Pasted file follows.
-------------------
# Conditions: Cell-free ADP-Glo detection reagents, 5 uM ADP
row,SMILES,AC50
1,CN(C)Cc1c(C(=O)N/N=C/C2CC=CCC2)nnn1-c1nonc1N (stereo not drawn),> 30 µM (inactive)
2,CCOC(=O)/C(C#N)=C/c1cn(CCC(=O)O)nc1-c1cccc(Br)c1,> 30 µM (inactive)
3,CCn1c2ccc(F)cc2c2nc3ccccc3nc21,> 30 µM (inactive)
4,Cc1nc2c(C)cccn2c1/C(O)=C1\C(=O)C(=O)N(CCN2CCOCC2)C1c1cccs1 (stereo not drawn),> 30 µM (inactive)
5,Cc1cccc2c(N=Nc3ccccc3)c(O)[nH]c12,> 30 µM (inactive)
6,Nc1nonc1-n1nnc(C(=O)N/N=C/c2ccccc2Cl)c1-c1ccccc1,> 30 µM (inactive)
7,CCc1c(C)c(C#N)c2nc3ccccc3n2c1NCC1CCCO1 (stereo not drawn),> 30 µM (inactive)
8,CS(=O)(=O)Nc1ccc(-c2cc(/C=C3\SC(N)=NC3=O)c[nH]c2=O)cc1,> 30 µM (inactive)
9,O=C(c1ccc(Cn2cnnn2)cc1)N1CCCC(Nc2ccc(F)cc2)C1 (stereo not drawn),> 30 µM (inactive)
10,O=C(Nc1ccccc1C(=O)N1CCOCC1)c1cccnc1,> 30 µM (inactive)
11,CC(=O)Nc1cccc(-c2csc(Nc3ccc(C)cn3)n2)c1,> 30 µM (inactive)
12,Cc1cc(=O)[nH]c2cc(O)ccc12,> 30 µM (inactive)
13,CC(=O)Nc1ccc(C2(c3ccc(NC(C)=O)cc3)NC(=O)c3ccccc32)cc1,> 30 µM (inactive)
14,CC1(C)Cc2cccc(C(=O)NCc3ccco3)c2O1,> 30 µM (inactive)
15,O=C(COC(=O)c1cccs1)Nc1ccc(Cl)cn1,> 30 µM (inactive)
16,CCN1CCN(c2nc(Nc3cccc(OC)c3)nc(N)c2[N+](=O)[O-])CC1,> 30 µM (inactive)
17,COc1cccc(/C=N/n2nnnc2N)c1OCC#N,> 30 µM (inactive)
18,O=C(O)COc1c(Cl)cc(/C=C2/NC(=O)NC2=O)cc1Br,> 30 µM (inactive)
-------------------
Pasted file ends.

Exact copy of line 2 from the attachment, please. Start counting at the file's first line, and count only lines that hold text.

row,SMILES,AC50